A group of people sitting around a table, taken through a glass wall.
Photo by Redd F on Unsplash

How are they feeling?

We tend to think of sales as a logical process but it isn’t at all. We buy emotionally and then retrofit a logical reason for the purchase afterwards. Tap into your ideal client’s feelings. Are they frustrated? Are they ambitious? Do they wish someone would listen to them? Are they scared?

And how do they want to feel? If you waved a magic wand for them, what would happen? Talk about the hopes and dreams of your ideal client because this is the transformation you seek to make.

If someone is reading your blog post and thinking, ‘that’s not what I want for my life’ then they are not your ideal client and they will move on. But the people you serve will read it and think you have read their minds. You get them. You are going to help them.

If you’re not sure what your ideal client’s hopes and dreams are, then identify some people you think would be a good fit for your service. Then ask them if they will have a call with you so you can do some market research. Ask them about where they are now and where they want to get to. Then use those words and phrases on your sales page and write about those issues on your blog.

A man having a conversation with a woman using video conferencing.
Photo by LinkedIn Sales Solutions on Unsplash

Put people off directly

As you’ve seen, there are plenty of ways to indicate to someone that they are in the right place and subtly show others that they are in the wrong place. But what if you want to actively tell some people to stop reading?

You can provide the yin to your yang. If you have written, “this is for you if..” you could also have a list saying “this is not for you if”.

We had a chat about this in Rachel’s Writing Club recently and we all agreed we don’t like passive aggressive messages which effectively tell us that if we don’t buy we’re ruining our lives forever, or we’re stupid, or we obviously don’t want to grow our businesses.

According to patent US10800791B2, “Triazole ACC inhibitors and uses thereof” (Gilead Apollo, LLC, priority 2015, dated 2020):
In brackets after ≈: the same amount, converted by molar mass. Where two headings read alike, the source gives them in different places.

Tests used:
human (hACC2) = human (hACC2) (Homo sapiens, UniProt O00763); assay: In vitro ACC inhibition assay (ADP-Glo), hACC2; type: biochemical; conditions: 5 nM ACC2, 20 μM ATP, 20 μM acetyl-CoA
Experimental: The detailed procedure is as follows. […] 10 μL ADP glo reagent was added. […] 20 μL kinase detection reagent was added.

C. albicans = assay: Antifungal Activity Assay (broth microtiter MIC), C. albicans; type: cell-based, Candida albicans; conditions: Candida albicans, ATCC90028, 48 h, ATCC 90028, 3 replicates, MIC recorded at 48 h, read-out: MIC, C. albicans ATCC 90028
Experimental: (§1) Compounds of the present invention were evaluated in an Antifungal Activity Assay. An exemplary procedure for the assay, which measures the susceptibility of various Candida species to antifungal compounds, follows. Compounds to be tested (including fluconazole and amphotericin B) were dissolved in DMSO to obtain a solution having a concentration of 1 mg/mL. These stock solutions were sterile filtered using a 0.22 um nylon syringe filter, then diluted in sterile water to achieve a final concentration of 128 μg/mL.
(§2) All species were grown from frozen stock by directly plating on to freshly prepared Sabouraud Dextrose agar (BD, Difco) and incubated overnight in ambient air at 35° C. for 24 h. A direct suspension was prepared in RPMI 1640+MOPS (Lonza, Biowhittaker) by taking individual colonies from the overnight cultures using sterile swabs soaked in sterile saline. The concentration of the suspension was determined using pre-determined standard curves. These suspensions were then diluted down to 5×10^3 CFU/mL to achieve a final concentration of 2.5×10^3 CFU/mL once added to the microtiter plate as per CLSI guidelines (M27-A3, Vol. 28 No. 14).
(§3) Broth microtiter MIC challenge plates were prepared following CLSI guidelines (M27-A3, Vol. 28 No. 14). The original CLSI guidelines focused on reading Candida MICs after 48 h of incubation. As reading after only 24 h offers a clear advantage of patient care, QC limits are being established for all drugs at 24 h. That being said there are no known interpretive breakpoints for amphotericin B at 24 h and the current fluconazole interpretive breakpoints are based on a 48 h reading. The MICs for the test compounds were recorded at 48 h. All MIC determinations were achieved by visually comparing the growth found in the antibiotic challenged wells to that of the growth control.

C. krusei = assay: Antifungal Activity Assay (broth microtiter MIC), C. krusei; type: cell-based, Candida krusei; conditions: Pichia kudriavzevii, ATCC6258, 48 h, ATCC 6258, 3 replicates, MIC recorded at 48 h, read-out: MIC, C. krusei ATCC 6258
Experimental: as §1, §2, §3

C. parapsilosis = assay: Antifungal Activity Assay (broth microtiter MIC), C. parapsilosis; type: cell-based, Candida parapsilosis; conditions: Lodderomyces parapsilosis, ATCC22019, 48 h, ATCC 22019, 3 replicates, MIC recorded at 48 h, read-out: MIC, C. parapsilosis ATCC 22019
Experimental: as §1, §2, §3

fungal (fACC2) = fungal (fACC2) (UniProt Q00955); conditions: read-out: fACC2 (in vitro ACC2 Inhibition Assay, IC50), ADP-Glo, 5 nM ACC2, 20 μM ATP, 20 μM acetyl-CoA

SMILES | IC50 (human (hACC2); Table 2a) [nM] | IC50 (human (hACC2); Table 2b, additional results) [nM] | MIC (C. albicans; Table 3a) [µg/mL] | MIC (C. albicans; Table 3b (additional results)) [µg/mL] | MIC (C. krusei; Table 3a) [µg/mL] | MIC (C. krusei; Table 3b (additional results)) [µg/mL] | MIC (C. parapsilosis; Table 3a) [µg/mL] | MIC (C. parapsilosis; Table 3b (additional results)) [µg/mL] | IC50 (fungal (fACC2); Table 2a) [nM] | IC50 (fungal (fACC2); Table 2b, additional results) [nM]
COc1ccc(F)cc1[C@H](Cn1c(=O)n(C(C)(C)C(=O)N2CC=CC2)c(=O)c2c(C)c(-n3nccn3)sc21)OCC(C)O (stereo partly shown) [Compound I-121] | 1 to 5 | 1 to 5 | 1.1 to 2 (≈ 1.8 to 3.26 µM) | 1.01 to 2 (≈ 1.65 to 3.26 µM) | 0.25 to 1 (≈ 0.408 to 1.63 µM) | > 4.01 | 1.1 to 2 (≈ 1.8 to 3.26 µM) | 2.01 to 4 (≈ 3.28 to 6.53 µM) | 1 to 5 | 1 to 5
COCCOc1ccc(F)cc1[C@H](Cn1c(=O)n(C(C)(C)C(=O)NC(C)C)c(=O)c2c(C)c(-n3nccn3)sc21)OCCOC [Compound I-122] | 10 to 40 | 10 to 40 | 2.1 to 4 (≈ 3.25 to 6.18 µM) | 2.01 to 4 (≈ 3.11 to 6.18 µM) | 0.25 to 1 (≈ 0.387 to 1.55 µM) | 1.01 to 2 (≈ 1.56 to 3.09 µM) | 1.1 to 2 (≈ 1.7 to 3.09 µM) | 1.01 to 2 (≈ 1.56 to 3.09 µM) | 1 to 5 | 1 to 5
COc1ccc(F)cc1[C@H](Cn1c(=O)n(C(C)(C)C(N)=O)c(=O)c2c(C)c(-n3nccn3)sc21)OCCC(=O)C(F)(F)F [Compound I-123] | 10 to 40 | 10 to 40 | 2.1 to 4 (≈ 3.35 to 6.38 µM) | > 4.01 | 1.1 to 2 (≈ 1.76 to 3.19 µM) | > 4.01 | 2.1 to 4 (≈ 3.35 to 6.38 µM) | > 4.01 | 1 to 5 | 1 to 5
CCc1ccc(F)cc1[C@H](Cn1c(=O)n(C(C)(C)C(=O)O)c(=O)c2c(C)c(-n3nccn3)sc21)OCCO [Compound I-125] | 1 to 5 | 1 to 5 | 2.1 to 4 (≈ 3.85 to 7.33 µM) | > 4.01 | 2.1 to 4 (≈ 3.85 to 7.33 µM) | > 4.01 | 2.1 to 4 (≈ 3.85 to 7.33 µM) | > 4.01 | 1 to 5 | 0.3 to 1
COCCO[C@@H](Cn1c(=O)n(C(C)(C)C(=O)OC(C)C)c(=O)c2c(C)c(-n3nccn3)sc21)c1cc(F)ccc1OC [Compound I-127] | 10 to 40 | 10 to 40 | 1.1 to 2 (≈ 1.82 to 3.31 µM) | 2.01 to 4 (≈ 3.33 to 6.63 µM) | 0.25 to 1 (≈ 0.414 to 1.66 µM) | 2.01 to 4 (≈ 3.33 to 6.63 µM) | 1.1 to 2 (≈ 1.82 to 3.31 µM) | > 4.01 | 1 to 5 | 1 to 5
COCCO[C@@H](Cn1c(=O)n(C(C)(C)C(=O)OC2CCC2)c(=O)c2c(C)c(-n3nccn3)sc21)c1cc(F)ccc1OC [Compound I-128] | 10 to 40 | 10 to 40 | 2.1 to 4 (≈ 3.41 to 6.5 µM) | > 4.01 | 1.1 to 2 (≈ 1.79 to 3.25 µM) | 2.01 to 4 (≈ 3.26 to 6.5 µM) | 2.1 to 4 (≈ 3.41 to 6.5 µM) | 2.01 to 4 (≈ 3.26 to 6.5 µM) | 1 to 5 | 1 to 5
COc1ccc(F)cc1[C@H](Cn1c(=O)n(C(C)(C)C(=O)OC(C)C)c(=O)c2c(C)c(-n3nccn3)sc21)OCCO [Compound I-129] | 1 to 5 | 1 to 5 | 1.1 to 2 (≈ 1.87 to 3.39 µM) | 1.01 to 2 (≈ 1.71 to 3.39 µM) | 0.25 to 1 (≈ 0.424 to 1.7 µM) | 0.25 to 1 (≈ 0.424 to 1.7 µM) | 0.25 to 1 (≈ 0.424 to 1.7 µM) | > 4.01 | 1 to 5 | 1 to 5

You don’t want to make your prospective client feel small.

However, you may have good reason for saying to someone that this isn’t for them. For example, if they are time poor, a self-study course requiring them to commit 5 hours a week probably isn’t going to work for them. Likewise, if you work in an area where someone needs to have achieved a particular level of knowledge or experience to work with you, you need to tell them that so they can come back when they are ready (or direct them to another way you can help them meet that requirement).

You can gently rebuff the wrong people in a helpful way. No-one wants to invest in something and then find it isn’t for them.

If you don’t want to directly put people off, you could say, “Want to be sure this is for you? Let’s have a chat.” Alternatively, you could have an application form and then give discovery calls or next steps to the people who meet your requirements.

Someone writing on a latptop with a pad of notes on the table next to them
Photo by Eugene Chystiakov on Unsplash

Get the clients you want

I always say that if you don’t tell people, they will never know. When you talk to your ideal clients in their language, about what is happening in their life, and about what they want to achieve then you will attract those people because they are actively looking for you. They are searching the internet for solutions. They will read social media posts which chime with their outlook. They will ask their friends who helped them with what you do.

Call out to the people you want to work with.

If you are a coach or consultant who provides services to other businesses and you would like help with writing then let’s have a chat. I run Rachel’s Writing Club, offer 1:1 programmes, and write website copy, including sales pages.

Similar Posts

Leave a Reply

Your email address will not be published. Required fields are marked *